Obviously, the meeting between Tulip and Cassidy is a big deal for comic readers and the scenes were great, but there will be time in the future to talk about that. Instead, it's worth acknowledging how well "The Serve" illustrated some of Tulip's key traits through action. Her outburst at the brothel was clearly a response to Jesse's eschewing her pitch in the previous episodes, but it was also tapping into some of the surely-bad things she experienced at that place some years ago. Ruth Negga embodies that vengeful rage so well, and good on Preacher for avoiding telling us about Tulip's past. Showing is always better.

While "The Serve" offered some productive and good stuff for the lead characters, it also made better use of the supporting folks in Annville. Lucy Griffiths' Emily is trapped being the most normal person in a story of creatures, creeps and cretins, but this episode nicely turned into that skid. Emily is distressingly normal--working double shifts, overwhelmed at home and by Jesse, and having casual sex with the limp-wristed mayor who desperately wants more from her.

Nothing about Emily's scenes were extraordinary, which helps them stand out even more. The other characters, even the non-supernatural ones, talk and act like they're straight out of a comic book. Not Emily. She's trying to make it each day, and for some reason, it really works in this surrealist universe the show has created.

  <p>Preacher</p><p>

Preacher

Meanwhile, those more surrealist characters had quite the episode as well. Fiore and DeBlanc (Anatol Yusef') still couldn't convince Cassidy to bring them Jesse and the thing inside of him, so they were stuck waiting in a shoddy motel. These heavenly figures are part Terminator and part toddler, emphatically dedicated to their mission but slowly learning--or being inculturated--by all the wonders of humanity.

Anatol Yusef's DeBlanc has popped on screen in previous episodes, but "The Serve" was a great showcase for Tom Brooke's Fiore as the character experienced perhaps the most American sensation of all: being manipulated by advertising to buy terrible, artery-closing fast food. Preacher understands the comedic value in having detached, confused creatures from the sky lust for hamburgers, or stare longingly at the fluorescent lights of an old, broken down vending machine. It was just weird and funny and a little uncomfortable all at the same time.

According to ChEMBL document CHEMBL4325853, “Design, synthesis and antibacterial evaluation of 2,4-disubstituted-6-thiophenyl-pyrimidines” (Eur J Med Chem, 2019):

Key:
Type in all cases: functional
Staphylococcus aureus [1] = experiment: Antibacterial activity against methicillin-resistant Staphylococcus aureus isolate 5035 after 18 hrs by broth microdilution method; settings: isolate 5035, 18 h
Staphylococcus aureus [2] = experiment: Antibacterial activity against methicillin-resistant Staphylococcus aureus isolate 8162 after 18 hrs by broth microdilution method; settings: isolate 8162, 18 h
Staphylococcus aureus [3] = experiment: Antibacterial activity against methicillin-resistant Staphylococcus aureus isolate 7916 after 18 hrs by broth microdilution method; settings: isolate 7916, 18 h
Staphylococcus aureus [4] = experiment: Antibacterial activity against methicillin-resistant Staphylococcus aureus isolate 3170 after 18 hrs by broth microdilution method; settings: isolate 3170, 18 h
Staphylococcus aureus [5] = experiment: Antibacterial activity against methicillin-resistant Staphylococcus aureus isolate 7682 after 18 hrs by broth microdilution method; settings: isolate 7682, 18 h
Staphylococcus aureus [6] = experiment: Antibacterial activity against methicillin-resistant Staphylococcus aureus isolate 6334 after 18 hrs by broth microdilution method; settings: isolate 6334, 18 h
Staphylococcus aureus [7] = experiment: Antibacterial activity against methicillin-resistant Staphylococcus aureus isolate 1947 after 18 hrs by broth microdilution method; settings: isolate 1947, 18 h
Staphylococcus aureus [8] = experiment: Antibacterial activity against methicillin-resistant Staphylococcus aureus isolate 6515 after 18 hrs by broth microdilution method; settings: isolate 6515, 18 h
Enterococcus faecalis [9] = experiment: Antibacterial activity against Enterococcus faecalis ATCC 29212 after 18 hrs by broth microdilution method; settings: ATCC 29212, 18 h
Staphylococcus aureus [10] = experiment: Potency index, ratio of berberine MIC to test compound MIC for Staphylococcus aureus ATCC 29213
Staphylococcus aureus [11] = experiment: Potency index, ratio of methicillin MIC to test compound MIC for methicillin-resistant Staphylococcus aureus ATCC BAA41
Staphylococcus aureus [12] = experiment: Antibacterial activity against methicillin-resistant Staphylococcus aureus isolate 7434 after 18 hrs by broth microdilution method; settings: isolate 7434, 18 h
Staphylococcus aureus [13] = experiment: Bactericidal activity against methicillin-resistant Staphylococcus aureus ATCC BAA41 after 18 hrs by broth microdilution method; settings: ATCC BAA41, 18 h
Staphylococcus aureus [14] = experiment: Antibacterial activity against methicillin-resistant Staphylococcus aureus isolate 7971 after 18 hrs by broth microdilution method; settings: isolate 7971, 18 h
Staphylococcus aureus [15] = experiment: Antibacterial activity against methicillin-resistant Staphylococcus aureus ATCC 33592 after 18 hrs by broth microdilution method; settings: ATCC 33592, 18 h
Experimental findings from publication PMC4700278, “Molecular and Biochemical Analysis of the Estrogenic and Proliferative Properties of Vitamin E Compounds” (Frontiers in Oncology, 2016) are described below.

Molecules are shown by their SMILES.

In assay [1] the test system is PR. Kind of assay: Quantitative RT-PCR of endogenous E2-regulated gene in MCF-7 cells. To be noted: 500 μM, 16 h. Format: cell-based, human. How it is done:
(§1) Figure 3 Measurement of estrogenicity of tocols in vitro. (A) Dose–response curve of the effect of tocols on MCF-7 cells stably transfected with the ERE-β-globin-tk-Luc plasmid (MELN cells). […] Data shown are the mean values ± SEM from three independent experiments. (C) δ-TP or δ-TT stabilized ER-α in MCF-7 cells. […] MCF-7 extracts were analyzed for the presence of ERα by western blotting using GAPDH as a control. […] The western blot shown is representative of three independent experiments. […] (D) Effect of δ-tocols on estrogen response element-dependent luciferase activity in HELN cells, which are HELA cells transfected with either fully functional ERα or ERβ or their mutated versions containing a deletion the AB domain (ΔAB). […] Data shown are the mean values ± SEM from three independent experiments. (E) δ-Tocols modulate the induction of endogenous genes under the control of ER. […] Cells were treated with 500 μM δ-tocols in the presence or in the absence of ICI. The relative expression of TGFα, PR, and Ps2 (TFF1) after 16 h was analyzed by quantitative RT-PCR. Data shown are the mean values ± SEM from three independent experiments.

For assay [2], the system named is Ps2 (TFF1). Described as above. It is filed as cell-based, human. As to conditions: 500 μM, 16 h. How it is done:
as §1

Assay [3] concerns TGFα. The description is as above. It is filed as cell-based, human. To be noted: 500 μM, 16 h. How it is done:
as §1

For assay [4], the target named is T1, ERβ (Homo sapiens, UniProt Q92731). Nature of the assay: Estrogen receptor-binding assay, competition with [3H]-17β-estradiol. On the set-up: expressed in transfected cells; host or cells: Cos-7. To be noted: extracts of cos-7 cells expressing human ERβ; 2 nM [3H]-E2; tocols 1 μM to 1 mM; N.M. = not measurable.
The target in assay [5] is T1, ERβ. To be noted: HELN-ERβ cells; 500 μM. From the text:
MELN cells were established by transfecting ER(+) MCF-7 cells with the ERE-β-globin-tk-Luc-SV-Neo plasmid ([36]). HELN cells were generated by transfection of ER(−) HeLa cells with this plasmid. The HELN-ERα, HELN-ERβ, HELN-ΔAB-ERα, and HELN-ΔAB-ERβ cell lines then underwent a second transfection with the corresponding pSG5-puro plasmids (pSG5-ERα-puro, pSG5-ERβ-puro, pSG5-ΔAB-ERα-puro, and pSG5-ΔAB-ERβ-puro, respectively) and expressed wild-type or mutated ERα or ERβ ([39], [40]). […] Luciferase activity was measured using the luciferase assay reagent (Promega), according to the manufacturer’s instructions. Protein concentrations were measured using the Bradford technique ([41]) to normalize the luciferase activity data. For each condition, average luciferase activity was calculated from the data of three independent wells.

Then there's Quincannon, the show's weirdest entity thus far. Again, shout out to the Preacher team for casting Jackie Earle Haley, an actor famous for playing extremely dark or odd characters, and then asking him to play a local businessman. If you're like me, you spent most of "The Serve" waiting for Quincannon to do something horrifying. It didn't happen here--instead, he fell victim to Jesse's powerful word in front of many townspeople--but the fact that it didn't made Quincannon even more unsettling to watch. You thought it was bad to watch Haley to play Rorschach or Freddy Kruger? Watch him in his ugliest role yet, craven factory farmer.

Altogether, Preacher made good use of its leading and supporting characters in "The Serve." Unlike the comic, which takes on more of a travelogue structure pretty quickly, the show seems dedicated to sticking around Annville for the long haul, or at least the first season. If that's the case, Preacher needs more episodes like this that develop Emily, Quinncannon, and the rest as more than stock types played by solid performers.

Plus, this episode proved that the show can still create strange tension or moments out of the smallest things--be it Jesse lingering around Emily's basic kitchen, Fiore staring blankly at the TV, or Quincannon disgruntledly urinating into a briefcase. Some of those moments play as weird for weird's sake, but I'm okay with that early on in Preacher's run. I'd much rather the show take moderate risks in those smaller scenes in hopes of being as unorthodox as possible, as much as possible instead than simply dial it back for 35 minutes and then uncork a big "crazy" moment. Chase your bizarre bliss, Preacher.